There’s a certain amount of activity at Interbike, a portion of the wares displayed at Interbike that are necessary to the general feel of the show but aren’t really critical to the actual commerce of the show, stuff that helps to make Interbike a cool place to visit even if you don’t particularly need the item at hand. After all, cycling trades on nothing so much as passion, that promise of a good time.
I swear to something or other that these orange sparkle Stingray-esque grips by Electra were absolutely one of my favorite things I saw at the show. When I was a kid, one of the first ways I inspected a bike was to check out the grips, and few grips were as cool as the ones on Schwinn Stingrays. I kinda want a bike expressly for the purpose of installing these grips. Say what you want about the cart and horse—a man has to have priorities.
This A. Homer Hilsen frame was used as a prop for SKS products, such as their fenders. It would be easy to be bummed that such a magnificent piece of artisanal frame building was slumming it with plastic fenders, but I’m really glad for it. Had the guys at SKS not had the good sense to do this, one of the prettiest bikes at the show would simply not have been at the show. I could have spent an hour staring at this bike, rather than the two minutes that I devoted to it.
I’m so glad that the head tube badge has not just made a comeback, it is in what can be rightfully termed as its golden age.
Dario Pegoretti always shows off a bunch of really gorgeous bikes, but this one takes the art of what he does and elevates it into a truly unique plane. This bike is a tribute to John Coltrane. That’s right, a bike pimping ‘Trane!
It’s one helluva a way to honor the man who has sometimes been called the defining voice of jazz.
So what do you put on the down tube of a bike celebrating Colrane? How about some fake book changes?
He finished off the treatment with a quote on the down tube that speaks to the real nature of craft. I’d forgotten this one.
I love the bike industry and the people therein. It’s always fascinating for me to take note of who is talking to whom. On the left Greg Bagni, a guy who has done more to define and occasionally turn around brands than any six agencies working in the bike biz. On the right, Joe Parkin, the man leading the vision at Paved magazine. Two guys who really get it. I felt a pang of envy not to be a part of that conversation.
Bike people are not without a sense of humor. I caught this in the Surly booth.
I wouldn’t have caught the “Rapha Free” sticker in the Surly booth had it not been for the stuffed raccoon with the cap, corn-cob pipe and mini of Wild Turkey, also in the Surly booth.
I’m not sure what led the folks at Canari to turn their booth into a family affair complete with kids in Bumbos, but it served as a nice reminder of the world outside and made me slow down for a moment to say hi to the little people. And on a day that was pretty delightful, I had a bit more of a smile as I walked away from their booth. I love the gear, but it’s the people who keep me coming back.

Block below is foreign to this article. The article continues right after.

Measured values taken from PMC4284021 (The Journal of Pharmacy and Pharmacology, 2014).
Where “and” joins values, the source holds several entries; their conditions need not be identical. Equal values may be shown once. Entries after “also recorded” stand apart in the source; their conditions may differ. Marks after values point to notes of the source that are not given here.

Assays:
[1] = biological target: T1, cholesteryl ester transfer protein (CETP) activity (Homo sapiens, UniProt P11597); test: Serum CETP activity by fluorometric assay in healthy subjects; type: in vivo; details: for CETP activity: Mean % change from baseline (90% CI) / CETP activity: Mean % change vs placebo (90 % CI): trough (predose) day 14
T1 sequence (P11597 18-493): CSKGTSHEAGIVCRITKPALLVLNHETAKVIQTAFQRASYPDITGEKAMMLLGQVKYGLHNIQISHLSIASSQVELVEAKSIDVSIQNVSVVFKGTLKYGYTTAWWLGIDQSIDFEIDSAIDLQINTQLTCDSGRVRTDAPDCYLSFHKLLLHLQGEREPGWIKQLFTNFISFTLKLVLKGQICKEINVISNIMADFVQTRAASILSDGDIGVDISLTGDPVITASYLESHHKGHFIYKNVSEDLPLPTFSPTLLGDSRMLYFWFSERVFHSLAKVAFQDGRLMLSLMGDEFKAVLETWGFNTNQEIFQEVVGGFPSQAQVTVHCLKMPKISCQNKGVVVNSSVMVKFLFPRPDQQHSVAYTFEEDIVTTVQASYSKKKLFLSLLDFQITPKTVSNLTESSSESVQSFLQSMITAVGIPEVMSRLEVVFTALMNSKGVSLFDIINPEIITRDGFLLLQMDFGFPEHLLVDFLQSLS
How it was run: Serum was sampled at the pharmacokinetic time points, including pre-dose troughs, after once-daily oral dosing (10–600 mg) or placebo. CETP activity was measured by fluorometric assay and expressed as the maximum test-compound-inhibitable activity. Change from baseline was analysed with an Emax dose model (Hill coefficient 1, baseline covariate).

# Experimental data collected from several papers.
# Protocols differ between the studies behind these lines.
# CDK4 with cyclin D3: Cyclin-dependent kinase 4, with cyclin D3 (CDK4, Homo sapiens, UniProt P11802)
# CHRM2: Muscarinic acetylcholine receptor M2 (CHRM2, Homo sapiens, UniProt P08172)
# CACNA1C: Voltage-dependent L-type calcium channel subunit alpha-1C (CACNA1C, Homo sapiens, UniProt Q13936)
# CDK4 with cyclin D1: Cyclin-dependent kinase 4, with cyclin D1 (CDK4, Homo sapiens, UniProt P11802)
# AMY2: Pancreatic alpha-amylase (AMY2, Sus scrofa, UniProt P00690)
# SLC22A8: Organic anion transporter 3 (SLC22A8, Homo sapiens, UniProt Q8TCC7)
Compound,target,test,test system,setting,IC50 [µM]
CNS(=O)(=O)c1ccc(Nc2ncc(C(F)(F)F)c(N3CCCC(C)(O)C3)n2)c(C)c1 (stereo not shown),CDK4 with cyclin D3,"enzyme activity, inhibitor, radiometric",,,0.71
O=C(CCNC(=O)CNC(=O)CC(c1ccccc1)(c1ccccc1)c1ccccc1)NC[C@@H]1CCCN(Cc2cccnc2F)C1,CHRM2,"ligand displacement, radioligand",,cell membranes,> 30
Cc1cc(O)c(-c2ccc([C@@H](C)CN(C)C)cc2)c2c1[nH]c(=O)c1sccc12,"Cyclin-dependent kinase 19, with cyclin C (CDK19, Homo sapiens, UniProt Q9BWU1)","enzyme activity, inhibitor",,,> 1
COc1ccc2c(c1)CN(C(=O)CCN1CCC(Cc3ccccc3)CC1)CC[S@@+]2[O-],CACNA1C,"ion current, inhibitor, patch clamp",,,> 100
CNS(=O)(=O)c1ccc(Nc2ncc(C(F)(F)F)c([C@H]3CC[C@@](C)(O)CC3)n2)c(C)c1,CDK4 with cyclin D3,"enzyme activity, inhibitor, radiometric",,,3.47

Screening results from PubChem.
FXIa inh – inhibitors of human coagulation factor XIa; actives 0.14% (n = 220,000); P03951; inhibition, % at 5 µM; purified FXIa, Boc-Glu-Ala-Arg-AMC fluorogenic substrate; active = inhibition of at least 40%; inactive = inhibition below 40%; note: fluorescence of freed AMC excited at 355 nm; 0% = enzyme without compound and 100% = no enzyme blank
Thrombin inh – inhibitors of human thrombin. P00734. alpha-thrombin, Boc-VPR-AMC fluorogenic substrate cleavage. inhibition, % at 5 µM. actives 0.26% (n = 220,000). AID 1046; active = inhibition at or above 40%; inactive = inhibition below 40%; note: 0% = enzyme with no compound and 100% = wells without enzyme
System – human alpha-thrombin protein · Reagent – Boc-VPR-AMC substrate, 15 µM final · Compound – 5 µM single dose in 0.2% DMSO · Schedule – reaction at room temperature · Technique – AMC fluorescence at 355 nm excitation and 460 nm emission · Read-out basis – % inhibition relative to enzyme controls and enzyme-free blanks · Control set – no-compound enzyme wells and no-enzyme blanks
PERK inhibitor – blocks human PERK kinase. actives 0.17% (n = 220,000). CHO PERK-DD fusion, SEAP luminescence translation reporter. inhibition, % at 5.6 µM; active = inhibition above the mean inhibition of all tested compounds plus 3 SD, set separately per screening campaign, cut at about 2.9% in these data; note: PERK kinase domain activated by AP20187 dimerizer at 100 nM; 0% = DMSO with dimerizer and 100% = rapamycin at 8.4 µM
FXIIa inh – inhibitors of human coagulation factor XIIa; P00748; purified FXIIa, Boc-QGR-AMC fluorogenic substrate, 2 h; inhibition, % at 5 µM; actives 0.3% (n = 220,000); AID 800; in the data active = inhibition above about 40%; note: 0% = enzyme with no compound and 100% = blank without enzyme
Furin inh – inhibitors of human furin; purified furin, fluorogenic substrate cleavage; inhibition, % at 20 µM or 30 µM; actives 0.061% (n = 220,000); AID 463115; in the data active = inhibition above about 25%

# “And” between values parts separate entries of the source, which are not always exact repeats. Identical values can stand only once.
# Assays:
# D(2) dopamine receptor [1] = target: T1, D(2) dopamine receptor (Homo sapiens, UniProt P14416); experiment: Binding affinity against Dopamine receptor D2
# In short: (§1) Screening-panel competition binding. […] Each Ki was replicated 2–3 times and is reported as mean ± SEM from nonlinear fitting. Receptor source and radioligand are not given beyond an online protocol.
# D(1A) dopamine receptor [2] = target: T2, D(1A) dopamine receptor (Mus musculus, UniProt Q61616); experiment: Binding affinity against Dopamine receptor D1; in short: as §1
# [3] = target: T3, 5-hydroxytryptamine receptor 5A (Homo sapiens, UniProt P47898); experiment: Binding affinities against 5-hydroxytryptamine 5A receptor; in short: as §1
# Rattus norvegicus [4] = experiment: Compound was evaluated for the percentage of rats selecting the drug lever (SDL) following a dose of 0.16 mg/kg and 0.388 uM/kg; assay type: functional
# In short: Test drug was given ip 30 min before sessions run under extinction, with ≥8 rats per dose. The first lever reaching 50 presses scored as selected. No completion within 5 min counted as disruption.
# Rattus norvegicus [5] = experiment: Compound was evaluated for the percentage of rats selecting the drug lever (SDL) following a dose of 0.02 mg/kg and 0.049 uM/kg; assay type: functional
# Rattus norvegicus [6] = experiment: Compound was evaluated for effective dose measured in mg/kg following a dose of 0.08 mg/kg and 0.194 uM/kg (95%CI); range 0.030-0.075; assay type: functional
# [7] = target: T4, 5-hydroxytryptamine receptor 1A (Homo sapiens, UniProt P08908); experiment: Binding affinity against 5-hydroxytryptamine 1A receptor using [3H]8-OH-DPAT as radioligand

Al Fritz, the Schwinn employee who invented the Stringray, has died. It was Fritz who noticed in the early 1960s the rise of the muscle-car culture and how that began to bleed into bicycling with kids customizing their bikes. The Stingray was less a bike than a hot rod with two wheels and pedals. And for kids like me who were born in the 1950s and ’60s, the Stringray was one of the first status symbols we ever encountered. It wasn’t just a toy. No, the Stingray was rolling style. It was Beach Boys-hip and as indestructible as a Chevy Bel Air, that is, until you took it off a five-brick-high ramp (in my neighborhood we measured ramp height by the number of bricks we stacked at the high end). Turns out, nothing could stand up to that.
To say that Fritz was the inventor of the Stringray isn’t overstating his achievement. Prior to the Stringray, kids’ bikes had all the flash and style of a turnip. With the Stingray, Fritz gave kids a chance to reflect their personality with a production product. Ask anyone involved in branding and marketing today and they’ll tell you that only the truly transcendent products do that.
How influential was Fritz? Here’s one way to measure it: Who didn’t want a Stingray? Hell, I still want one. The Orange Krate was the first product I can recall coveting, of seeing someone else with something that I actively, passionately wanted. My mom, being the closeted hippy that she was, bought me a Raleigh Chopper. Thought it was Union Jack cool, it was poison oak on an open wound. Yeah, it was orange, but still … so close and yet…. The Orange Krate taught me the value of the feature. It wasn’t just a Stingray. No, it had a five-speed gear shifter, hand brakes and the banana seat sat on shock absorbers—shock absorbers! Those gears, those brakes, that suspension—the machine was the very expression of aspiration. I’d look at one and dream of all the riding I could do, if only.
The effect Fritz had on me and so many other people—Schwinn sold more than a million Stingrays—was to plant the seed of making the bike itself cool. Here at RKP we like to say that cycling isn’t just one hobby, it’s at least four or five of them. That love of the thing itself, of the synergy that arises from our appreciation of both what the bicycle can do and our fascination with a machine made beautiful can keep cycling exciting even when we’re unable to ride. Fritz wasn’t the first to make the bike beautiful, not by a longshot. What made the Stringray different was that he captured so many of us when we were blank canvases to passion. There came a point for most of us when we gave up the bike for a while. Those of us who found our way back to the sport owe him a debt. Turns out, the Stingray was as durable as a dream.
Those childhood loves are rarely shaken. Thank God.